The PEOPLE of the State of New York, Respondent, v. Isaiah PLEASANT, Appellant.
Appeal from a judgment of the Supreme Court (McDonough, J.) in Albany County, rendered April 18, 2014, upon a verdict convicting defendant of the crimes of robbery in the first degree and strangulation in the second degree.
The 19–year–old victim was walking alone in the City of Albany at about 2:00 a.m. when a man suddenly attacked her from behind, strangled her into unconsciousness and robbed her of her iPhone. Using GPS technology, police found the phone the next day, in defendant's possession. Following a jury trial, defendant was convicted of robbery in the first degree and strangulation in the second degree. Supreme Court sentenced him as a predicate felony offender to a prison term of 18 years with five years of postrelease supervision for the robbery conviction and a concurrent prison term of seven years with five years of postrelease supervision for the strangulation conviction. Defendant appeals.
Initially, we reject defendant's contention that Supreme Court erred in denying his motion to suppress his pretrial identifications by the victim and by another witness, each of whom selected defendant's photograph in separate photo arrays. An identification must be suppressed as unduly suggestive when it results from a procedure that “depicts a unique characteristic which draws the viewer's attention so as to indicate that the police have selected a particular individual” (People v. Parker, 257 A.D.2d 693, 694 , lv denied 93 N.Y.2d 1024 ; accord People v. Smith, 122 AD3d 1162, 1163  ). Here, the testimony describing the procedures by which police developed the arrays and carried out the identifications satisfied the People's “initial burden of going forward to establish the reasonableness of the police conduct and the lack of any undue suggestiveness in [the] pretrial identification procedure” (People v. Chipp, 75 N.Y.2d 327, 335 , cert denied 498 U.S. 833  ). The burden thus shifted to defendant to prove that the procedures used were unduly suggestive (see id.; People v. Reynoso–Fabian, 134 AD3d 1141, 1145 ; People v. Smith, 122 AD3d at 1163). Defendant did not, however, establish the existence of any feature of the photo arrays that would have improperly drawn a viewer's attention to defendant's photograph. Our review reveals that the men depicted in both photo arrays appear to be of about the same age, are similarly dressed and have similar skin coloring, haircuts and facial hair. The backgrounds are uniformly nondescript, and defendant's picture does not stand out in any way.
Further, no undue suggestiveness was shown in the double blind procedure used to administer the identifications, by which the officers who conducted the identifications were not familiar with defendant or the investigation. Defendant asserts that the photographs should have been selected to correspond with the attacker's height as described by the victim, but the heights of the depicted persons cannot be discerned from the photographs, which show only their heads and shoulders. Thus, defendant did not establish that the photo arrays “create[d] a substantial likelihood that [he] would be singled out for identification,” and his suppression motion was properly denied (People v. Chipp, 75 N.Y.2d at 336; accord People v. Lanier, 130 AD3d 1310, 1312 , lv denied 26 NY3d 1009  ).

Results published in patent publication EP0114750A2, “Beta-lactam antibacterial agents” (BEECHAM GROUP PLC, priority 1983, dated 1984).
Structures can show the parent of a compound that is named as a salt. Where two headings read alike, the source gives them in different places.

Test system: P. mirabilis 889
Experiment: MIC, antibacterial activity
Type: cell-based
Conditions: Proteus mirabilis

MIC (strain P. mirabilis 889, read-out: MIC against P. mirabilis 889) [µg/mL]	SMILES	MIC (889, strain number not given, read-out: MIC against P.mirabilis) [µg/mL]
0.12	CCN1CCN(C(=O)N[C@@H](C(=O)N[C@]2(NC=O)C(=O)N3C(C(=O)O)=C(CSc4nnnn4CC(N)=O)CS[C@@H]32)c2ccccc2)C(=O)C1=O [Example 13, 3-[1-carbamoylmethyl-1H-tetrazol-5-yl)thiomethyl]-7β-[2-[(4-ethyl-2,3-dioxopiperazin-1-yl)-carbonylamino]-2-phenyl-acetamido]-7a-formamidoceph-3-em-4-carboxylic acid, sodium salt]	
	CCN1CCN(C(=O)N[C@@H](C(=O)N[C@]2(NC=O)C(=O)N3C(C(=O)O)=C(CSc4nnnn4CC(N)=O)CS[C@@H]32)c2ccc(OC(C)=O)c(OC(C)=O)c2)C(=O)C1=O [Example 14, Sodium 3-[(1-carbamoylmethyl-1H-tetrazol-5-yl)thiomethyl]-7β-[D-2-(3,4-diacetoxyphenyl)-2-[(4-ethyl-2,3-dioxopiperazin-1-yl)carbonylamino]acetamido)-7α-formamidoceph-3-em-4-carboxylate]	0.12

Next, we find no merit in defendant's contention that the victim's iPhone should not have been admitted into evidence because the chain of custody was broken when the phone was temporarily returned to the victim between defendant's arrest and the trial. When real evidence is alleged to be the object associated with a crime, the People must establish its authenticity by showing “first, that the evidence is identical to that involved in the crime; and, second, that it has not been tampered with” (People v.. Julian, 41 N.Y.2d 340, 342–343  ). A strict chain of custody may be used to establish these requirements for fungible items such as currency or drugs (see e.g. People v. Carter, 131 AD3d 717, 722–723 , lv denied 26 NY3d 1007  ). When, however, “an object possesses unique characteristics or markings and is not subject to material alteration which is not readily apparent, a simple identification is sufficient to warrant admission,” even in the absence of a complete chain of custody (People v. Julian, 41 N.Y.2d at 343 [internal quotation marks and citation omitted]; accord People v. Shoga, 89 AD3d 1225, 1226 , lv denied 18 NY3d 886 ; see People v. Basciano, 109 A.D.2d 945, 946  ).